Visual analytics has arisen as a potentially game-changing advance in addressing big data challenges. The overwhelming complexity of big data has significantly challenged analysts as they attempt to envision the environment they seek to analyze, seeking to draw intelligent conclusions from observable data. Visual analytics offers a viable method of compensating for our cognitive limitations in processing vast amounts of data and our natural tendency for bias that ultimately cause us to ignore data, search in the wrong place, and ask the wrong questions. It empowers humans by offering automations that are capable of augmenting, and not interfering, with the human visual and reasoning processes, thereby taking full advantage of our innate skills in pattern recognition.
Visual Analytics in Cyber Security
While visual analytics is already extensively used in some areas, those are largely limited to research and academic environments. Therefore, major gaps exist between state-of-the-art visual analytics research and its application in operational environments. This lack of experience in the operational space has prevented the widespread adoption of tools and techniques whose effectiveness has already been experimentally proven. Without productive visualization techniques in operational environments, analysts—using outdated tools and techniques—are left ill equipped to glean information from today’s massive amounts of data. The deficiency is especially striking in fields such as cyber security where it cannot be known a priori which data are relevant. Cyber analysts require exploratory visualizations that empower them to drill down and investigate unknown threats without sacrificing their situational awareness of the environment at large. While current visualizations offer intuitive representations, they do not take advantage of humans’ innate exploratory capabilities. Improving visual analytics in an operational environment thus rests on first achieving an understanding of the human cognitive processes that are in play when visual representations are encountered. Accurately aligning the strengths of human and machine involves reaching across multiple social and scientific disciplines to achieve a better understanding of how concepts are stored and processed by the human brain. As a general rule, designers should improve visualization techniques, such as clutter reduction and highlighting, by drawing on current research in human perception.
Evaluating Visual Analytics Tools
Comprehending the analyst’s ability to perceive and understand data is critical to preventing the tools used from disrupting the analyst’s train of thought as he or she drills down and explores events. But an important question must be addressed: How do we accurately measure the effectiveness of a particular visualization technique or combination of techniques? Organizations are flooded with options for tools that claim to optimize interaction by capitalizing on human perception. But are those techniques effective for a particular organization’s specific data and work environment? Rather than blindly selecting one visualization method over another, organizations require a methodology to help them determine which visualization tools and techniques best align with their core functions and with the needs of their analysts. At Innovative Analytics & Training LLC (IAT) we understand the barriers to adopting new visual analytics tools. Visualizations are based on general patterns of cognition and perception, not designed specifically for operational end users. We help our clients explore the tools and options that are most suitable for their current analytic practices, workflow, and operational environment.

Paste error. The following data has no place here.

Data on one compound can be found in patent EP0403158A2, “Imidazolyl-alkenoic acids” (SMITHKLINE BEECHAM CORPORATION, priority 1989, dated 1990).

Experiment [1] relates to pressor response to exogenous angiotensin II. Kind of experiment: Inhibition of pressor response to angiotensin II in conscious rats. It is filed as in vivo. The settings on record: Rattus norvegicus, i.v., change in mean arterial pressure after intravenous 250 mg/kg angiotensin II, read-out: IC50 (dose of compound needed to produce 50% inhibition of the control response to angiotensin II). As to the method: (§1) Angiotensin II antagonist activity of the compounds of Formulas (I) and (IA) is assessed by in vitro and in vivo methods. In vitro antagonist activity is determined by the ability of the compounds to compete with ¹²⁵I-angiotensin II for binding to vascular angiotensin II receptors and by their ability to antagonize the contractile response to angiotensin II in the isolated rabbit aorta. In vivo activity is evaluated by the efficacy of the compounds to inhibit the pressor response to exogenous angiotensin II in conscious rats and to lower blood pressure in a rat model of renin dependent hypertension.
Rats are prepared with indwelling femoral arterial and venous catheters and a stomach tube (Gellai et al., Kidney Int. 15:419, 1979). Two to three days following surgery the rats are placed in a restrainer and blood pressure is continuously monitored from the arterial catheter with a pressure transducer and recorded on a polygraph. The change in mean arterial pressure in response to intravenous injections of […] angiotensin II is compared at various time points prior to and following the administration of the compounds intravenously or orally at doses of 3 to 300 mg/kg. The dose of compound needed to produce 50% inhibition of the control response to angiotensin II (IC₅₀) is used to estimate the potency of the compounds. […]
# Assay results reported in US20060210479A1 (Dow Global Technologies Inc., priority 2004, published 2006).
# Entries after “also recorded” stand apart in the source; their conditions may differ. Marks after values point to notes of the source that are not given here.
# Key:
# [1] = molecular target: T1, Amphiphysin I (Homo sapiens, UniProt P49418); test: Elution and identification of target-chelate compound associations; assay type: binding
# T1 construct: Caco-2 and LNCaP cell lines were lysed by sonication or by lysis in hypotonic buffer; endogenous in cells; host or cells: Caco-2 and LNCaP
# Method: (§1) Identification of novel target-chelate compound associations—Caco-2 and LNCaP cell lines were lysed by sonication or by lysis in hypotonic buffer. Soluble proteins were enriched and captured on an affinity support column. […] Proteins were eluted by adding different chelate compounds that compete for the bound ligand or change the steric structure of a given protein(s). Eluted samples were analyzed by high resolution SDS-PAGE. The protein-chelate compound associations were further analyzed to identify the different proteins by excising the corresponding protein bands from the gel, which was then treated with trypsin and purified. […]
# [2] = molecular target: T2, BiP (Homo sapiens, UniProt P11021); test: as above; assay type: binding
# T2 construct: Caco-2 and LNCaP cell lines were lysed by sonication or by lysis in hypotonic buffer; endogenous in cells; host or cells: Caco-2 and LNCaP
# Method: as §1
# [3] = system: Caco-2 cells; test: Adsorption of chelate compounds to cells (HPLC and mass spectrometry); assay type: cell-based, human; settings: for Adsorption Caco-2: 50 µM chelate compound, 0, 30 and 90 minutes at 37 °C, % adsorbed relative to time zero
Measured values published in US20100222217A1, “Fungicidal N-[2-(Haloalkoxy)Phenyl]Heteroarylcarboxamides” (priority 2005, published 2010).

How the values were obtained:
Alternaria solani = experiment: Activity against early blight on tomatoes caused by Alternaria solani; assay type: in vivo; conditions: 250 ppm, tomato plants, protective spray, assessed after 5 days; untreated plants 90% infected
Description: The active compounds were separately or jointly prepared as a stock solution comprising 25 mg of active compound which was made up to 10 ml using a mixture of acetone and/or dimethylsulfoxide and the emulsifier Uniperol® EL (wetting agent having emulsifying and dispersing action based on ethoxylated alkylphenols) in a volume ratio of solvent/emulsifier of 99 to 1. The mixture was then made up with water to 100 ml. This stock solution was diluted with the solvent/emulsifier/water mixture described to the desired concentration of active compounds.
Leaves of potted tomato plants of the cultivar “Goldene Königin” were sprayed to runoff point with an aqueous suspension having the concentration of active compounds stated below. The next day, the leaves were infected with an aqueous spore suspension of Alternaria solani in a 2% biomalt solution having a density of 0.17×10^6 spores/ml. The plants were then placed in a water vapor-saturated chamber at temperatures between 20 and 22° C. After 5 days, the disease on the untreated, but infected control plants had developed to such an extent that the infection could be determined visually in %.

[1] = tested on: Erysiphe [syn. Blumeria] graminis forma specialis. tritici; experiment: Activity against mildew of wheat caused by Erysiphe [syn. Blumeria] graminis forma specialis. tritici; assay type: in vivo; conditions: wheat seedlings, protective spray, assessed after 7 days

As researchers keep on expanding the functionality of visual analytic tools and techniques to explore, the demand for analysts capable of using them continues to increase. Training an analyst to use a visualization tool can be simple; training an analyst to think creatively poses a much greater challenge. Exploratory visualizations require a complete transformation in how analysts are trained, so that the process appropriately emphasizes creativity and prepares each analyst to fulfill his or her role as explorer. Rather than relying heavily on machines, training must focus on inspiring analysts to creatively explore those “what if” scenarios that lead to spontaneous insights. Often the most powerful visual analytics tools are very complex and demand advanced training. While each group generally possesses at least one expert user, his or her acquired knowledge of how best to leverage a tool is rarely passed down and institutionalized. Once a champion user moves to a new position, that knowledge is lost. At IAT we understand the vicious circle that can bedevil training and adoption: Analysts will take the time to learn a new capability only if they believe it adds an immediate and lasting value to their products; however, no value will be added if the analyst isn’t properly trained in using the tool. We work with clients to identify the visual analytics tools and methods that work best for each environment as well as provide the consistency and training required for long-term adoption.